A fat man on horseback rides into the sunset.
Blue jeans, red shirt, black cowboy hat.
“That’s Dave,” says Rosie over the microphone.
“He’ll stop there on the bluff for you, four minutes.”
The shutters click. He stands immobile.
Four minutes, and he trots towards the tourist bus;
heaves his redshirted belly off the little horse.
His face is dark and still.
This is the famous dignity of the Navajo people.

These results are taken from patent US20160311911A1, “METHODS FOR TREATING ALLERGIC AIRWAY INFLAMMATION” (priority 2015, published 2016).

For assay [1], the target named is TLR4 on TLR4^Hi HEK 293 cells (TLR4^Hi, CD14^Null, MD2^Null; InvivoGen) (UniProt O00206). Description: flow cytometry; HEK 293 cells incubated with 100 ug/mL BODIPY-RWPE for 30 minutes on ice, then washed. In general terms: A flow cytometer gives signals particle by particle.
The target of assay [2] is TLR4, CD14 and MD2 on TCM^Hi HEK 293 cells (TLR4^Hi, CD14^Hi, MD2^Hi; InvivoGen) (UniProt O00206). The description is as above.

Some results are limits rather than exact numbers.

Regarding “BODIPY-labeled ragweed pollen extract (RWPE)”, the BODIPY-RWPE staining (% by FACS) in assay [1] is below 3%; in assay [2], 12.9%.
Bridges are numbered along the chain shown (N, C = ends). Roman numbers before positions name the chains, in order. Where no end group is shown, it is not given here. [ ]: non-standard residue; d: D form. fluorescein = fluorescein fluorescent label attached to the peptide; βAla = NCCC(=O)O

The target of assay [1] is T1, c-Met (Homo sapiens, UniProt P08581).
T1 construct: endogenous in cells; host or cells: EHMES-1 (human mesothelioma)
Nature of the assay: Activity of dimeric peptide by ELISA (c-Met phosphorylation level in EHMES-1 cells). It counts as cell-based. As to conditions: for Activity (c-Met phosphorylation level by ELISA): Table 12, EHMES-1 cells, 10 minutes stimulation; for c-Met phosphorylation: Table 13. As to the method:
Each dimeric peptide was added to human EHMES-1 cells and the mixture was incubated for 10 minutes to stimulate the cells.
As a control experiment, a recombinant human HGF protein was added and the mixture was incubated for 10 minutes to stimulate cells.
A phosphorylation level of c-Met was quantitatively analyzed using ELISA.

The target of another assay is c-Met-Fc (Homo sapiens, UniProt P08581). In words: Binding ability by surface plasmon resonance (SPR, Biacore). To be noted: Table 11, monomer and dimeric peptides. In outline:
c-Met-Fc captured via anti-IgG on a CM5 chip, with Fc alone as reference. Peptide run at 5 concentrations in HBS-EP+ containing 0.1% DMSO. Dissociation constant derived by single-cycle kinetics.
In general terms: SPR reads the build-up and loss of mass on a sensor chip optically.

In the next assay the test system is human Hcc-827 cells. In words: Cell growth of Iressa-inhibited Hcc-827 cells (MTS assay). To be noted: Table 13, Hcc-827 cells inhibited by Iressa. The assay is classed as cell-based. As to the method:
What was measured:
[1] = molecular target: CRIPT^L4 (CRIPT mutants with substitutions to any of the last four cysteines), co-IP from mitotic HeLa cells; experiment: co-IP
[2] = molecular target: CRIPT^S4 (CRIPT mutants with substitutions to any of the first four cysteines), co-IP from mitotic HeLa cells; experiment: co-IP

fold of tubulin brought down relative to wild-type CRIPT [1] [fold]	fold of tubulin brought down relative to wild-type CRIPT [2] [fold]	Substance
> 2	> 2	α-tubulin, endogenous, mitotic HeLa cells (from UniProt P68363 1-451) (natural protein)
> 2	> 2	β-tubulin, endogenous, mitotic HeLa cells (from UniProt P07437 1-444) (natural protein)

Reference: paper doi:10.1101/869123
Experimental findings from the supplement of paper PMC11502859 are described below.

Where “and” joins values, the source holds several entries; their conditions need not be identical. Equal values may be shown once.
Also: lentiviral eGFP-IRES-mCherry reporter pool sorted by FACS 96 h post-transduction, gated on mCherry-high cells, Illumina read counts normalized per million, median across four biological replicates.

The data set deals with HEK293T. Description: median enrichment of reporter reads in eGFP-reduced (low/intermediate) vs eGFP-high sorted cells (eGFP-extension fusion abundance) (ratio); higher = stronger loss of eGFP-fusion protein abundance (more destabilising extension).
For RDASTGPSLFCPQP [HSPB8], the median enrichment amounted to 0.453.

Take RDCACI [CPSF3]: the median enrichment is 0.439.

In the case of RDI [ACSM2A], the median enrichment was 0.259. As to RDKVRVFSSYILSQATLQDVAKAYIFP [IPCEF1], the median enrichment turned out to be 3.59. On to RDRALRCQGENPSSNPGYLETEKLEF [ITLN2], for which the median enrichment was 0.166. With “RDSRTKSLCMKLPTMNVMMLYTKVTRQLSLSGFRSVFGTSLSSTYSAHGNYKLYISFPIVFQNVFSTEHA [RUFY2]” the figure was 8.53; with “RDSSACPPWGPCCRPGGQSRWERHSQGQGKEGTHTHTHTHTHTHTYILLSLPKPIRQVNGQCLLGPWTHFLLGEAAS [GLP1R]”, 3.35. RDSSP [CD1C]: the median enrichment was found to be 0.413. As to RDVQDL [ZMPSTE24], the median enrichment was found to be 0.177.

Two dollars for a photo of yourself astride his horse.
There are no takers. He just stands.
Later, in Suzie’s hogan, we watch her weave a rug.
She’s ninety-five, says Rosie, and almost blind
behind huge spectacles. When time is up
we file past her, from south to north, to show respect
and stuff a dollar in a cigar box. I saw Dave earlier
in Goulding’s campground store: a fat man
buying candy bars, something to keep him going
while he hitches up the trailer, loads the horse, and
drives out to the bluff over his nation’s holy land
to ride for tourists until the sun goes down.